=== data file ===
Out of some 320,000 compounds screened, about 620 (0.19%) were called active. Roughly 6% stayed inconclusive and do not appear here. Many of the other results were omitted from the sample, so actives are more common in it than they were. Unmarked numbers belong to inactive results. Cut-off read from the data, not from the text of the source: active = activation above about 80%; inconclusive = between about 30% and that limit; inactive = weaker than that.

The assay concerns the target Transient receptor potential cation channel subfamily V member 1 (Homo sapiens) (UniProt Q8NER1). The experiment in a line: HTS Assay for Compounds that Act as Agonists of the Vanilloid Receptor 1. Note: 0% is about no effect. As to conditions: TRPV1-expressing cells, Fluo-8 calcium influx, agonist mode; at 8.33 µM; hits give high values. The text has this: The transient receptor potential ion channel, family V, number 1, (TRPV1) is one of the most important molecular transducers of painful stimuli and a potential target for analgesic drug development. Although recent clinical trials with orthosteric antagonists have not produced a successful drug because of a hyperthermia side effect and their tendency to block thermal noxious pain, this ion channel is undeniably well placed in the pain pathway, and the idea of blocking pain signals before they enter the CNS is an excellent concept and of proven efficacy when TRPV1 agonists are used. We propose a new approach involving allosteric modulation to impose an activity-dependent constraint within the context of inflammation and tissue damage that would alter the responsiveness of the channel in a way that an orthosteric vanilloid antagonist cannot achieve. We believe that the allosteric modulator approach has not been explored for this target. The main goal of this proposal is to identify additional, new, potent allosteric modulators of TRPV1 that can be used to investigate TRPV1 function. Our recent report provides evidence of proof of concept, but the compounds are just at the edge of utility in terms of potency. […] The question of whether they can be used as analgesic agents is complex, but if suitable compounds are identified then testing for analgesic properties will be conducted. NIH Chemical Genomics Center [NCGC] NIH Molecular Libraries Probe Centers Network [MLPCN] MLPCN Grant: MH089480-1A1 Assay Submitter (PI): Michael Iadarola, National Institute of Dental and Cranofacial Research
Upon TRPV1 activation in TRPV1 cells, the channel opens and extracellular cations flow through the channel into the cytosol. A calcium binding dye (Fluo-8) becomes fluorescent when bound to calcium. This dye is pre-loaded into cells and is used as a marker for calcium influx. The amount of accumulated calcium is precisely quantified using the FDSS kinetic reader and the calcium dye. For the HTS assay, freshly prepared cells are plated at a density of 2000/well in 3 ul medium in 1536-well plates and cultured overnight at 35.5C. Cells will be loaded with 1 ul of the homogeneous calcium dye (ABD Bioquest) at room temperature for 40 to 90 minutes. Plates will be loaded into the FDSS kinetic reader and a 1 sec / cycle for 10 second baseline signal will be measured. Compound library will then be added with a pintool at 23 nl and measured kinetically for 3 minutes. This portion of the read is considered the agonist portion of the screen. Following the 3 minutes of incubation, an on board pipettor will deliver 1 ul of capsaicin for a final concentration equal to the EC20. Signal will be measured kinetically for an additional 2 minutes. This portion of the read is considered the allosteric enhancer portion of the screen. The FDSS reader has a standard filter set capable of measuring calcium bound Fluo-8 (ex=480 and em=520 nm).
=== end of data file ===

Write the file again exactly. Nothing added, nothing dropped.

Out of some 320,000 compounds screened, about 620 (0.19%) were called active. Roughly 6% stayed inconclusive and do not appear here. Many of the other results were omitted from the sample, so actives are more common in it than they were. Unmarked numbers belong to inactive results. Cut-off read from the data, not from the text of the source: active = activation above about 80%; inconclusive = between about 30% and that limit; inactive = weaker than that.

The assay concerns the target Transient receptor potential cation channel subfamily V member 1 (Homo sapiens) (UniProt Q8NER1). The experiment in a line: HTS Assay for Compounds that Act as Agonists of the Vanilloid Receptor 1. Note: 0% is about no effect. As to conditions: TRPV1-expressing cells, Fluo-8 calcium influx, agonist mode; at 8.33 µM; hits give high values. The text has this: The transient receptor potential ion channel, family V, number 1, (TRPV1) is one of the most important molecular transducers of painful stimuli and a potential target for analgesic drug development. Although recent clinical trials with orthosteric antagonists have not produced a successful drug because of a hyperthermia side effect and their tendency to block thermal noxious pain, this ion channel is undeniably well placed in the pain pathway, and the idea of blocking pain signals before they enter the CNS is an excellent concept and of proven efficacy when TRPV1 agonists are used. We propose a new approach involving allosteric modulation to impose an activity-dependent constraint within the context of inflammation and tissue damage that would alter the responsiveness of the channel in a way that an orthosteric vanilloid antagonist cannot achieve. We believe that the allosteric modulator approach has not been explored for this target. The main goal of this proposal is to identify additional, new, potent allosteric modulators of TRPV1 that can be used to investigate TRPV1 function. Our recent report provides evidence of proof of concept, but the compounds are just at the edge of utility in terms of potency. […] The question of whether they can be used as analgesic agents is complex, but if suitable compounds are identified then testing for analgesic properties will be conducted. NIH Chemical Genomics Center [NCGC] NIH Molecular Libraries Probe Centers Network [MLPCN] MLPCN Grant: MH089480-1A1 Assay Submitter (PI): Michael Iadarola, National Institute of Dental and Cranofacial Research
Upon TRPV1 activation in TRPV1 cells, the channel opens and extracellular cations flow through the channel into the cytosol. A calcium binding dye (Fluo-8) becomes fluorescent when bound to calcium. This dye is pre-loaded into cells and is used as a marker for calcium influx. The amount of accumulated calcium is precisely quantified using the FDSS kinetic reader and the calcium dye. For the HTS assay, freshly prepared cells are plated at a density of 2000/well in 3 ul medium in 1536-well plates and cultured overnight at 35.5C. Cells will be loaded with 1 ul of the homogeneous calcium dye (ABD Bioquest) at room temperature for 40 to 90 minutes. Plates will be loaded into the FDSS kinetic reader and a 1 sec / cycle for 10 second baseline signal will be measured. Compound library will then be added with a pintool at 23 nl and measured kinetically for 3 minutes. This portion of the read is considered the agonist portion of the screen. Following the 3 minutes of incubation, an on board pipettor will deliver 1 ul of capsaicin for a final concentration equal to the EC20. Signal will be measured kinetically for an additional 2 minutes. This portion of the read is considered the allosteric enhancer portion of the screen. The FDSS reader has a standard filter set capable of measuring calcium bound Fluo-8 (ex=480 and em=520 nm).